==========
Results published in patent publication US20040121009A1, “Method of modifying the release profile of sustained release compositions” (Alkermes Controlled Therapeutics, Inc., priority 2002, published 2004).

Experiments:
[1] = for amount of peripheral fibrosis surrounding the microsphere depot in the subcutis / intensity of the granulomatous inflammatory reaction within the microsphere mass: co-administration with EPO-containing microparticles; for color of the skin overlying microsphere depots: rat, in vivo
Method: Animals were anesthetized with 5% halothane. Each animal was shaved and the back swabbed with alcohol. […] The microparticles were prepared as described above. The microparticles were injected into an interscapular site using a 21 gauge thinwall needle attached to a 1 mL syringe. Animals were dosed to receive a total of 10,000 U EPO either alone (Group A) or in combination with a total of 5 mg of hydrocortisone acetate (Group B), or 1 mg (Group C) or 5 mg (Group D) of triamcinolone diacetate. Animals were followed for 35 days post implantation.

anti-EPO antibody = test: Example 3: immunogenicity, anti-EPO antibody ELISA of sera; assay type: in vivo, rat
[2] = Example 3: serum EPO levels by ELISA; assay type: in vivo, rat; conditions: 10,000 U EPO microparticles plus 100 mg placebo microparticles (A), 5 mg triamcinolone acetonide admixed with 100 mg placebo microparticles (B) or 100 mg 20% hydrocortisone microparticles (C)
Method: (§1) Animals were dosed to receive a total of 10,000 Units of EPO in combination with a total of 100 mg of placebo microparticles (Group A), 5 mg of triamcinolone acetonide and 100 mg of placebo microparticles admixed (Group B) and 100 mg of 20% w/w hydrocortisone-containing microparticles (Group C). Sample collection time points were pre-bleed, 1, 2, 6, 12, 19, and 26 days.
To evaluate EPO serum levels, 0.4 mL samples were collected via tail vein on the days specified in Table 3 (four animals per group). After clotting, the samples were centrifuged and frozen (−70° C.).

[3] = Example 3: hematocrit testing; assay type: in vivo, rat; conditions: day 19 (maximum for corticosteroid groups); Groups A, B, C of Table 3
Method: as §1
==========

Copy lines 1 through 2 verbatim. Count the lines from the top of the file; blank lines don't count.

Results published in patent publication US20040121009A1, “Method of modifying the release profile of sustained release compositions” (Alkermes Controlled Therapeutics, Inc., priority 2002, published 2004).

Experiments: